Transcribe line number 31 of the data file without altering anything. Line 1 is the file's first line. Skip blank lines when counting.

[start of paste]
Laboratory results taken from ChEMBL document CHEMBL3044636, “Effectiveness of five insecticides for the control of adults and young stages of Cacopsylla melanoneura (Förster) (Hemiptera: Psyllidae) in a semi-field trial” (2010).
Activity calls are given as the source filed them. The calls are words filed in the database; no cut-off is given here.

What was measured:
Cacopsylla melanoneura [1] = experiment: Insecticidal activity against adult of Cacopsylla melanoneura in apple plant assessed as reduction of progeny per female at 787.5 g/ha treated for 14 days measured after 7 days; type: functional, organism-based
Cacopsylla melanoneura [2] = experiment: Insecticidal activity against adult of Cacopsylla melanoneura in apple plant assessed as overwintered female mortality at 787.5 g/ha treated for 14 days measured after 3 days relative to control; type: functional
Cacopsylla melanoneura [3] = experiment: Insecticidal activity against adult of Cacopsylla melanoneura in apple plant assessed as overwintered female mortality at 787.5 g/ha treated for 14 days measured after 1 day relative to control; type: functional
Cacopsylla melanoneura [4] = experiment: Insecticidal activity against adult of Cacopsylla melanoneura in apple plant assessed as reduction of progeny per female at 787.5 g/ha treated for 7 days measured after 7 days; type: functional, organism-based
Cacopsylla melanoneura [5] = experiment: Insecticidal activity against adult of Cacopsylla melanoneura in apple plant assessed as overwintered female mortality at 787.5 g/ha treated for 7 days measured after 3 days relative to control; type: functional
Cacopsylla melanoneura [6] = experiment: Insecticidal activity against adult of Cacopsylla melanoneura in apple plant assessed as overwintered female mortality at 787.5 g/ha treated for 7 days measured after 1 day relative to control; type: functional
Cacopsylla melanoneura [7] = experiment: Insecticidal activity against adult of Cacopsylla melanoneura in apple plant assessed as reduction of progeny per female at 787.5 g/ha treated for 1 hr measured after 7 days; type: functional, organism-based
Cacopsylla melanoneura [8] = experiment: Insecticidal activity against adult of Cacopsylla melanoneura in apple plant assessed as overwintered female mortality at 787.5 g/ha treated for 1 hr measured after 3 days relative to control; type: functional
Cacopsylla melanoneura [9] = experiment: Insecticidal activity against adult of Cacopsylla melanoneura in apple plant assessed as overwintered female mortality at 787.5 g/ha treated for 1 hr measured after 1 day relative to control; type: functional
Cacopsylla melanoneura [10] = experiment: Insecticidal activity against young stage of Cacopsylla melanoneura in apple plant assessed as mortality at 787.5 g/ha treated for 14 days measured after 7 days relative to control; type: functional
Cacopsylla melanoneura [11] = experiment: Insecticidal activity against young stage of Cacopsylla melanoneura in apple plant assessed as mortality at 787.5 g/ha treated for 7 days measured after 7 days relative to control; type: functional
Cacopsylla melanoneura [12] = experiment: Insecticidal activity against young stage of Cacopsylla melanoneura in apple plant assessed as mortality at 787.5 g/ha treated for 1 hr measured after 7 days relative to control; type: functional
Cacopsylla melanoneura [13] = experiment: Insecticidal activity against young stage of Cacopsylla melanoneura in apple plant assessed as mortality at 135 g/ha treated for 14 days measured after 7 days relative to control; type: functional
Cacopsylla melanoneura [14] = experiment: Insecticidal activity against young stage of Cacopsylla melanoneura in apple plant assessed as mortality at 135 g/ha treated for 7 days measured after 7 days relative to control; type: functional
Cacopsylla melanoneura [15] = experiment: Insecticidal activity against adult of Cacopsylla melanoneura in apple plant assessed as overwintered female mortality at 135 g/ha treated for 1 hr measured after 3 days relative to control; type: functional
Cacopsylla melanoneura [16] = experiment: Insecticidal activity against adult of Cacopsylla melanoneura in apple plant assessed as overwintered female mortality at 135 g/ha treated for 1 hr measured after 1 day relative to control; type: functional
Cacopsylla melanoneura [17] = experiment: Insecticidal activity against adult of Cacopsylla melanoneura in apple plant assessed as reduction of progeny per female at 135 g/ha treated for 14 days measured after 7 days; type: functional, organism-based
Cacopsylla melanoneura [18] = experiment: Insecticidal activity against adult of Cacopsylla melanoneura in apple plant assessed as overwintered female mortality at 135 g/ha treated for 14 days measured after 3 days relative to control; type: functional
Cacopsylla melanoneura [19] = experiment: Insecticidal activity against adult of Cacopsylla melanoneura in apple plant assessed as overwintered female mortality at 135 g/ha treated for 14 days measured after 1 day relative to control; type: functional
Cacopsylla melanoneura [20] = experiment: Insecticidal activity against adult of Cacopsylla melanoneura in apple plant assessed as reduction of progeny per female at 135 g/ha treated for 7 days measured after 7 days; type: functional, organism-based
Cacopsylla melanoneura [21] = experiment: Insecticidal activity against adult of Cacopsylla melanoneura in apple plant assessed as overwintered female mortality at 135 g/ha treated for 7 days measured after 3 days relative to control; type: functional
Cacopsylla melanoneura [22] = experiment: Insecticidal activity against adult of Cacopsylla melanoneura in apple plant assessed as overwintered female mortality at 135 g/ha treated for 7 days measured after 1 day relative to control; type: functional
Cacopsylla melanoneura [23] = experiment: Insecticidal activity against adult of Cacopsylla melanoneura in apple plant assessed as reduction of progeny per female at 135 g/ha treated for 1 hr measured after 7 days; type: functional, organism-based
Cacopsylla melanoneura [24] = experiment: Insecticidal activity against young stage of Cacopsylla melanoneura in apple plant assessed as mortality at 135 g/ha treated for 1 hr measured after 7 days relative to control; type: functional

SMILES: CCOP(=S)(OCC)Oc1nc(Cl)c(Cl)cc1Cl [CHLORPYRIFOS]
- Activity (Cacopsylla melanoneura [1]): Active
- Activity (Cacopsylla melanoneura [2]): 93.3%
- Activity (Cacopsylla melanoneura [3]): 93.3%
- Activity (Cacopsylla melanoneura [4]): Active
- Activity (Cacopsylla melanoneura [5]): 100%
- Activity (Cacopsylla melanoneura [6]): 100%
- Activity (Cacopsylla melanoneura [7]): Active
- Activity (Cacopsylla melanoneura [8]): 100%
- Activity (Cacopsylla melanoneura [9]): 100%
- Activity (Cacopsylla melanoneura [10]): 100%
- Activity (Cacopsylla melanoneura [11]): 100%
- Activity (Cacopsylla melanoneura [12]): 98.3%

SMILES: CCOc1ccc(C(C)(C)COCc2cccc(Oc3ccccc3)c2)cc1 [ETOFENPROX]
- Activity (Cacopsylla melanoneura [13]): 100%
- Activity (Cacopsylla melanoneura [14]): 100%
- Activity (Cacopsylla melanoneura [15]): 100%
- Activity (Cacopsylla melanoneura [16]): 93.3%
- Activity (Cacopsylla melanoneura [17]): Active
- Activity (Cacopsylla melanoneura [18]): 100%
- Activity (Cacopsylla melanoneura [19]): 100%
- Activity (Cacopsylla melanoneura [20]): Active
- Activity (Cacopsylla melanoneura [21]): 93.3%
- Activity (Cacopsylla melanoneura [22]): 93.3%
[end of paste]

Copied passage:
- Activity (Cacopsylla melanoneura [3]): 93.3%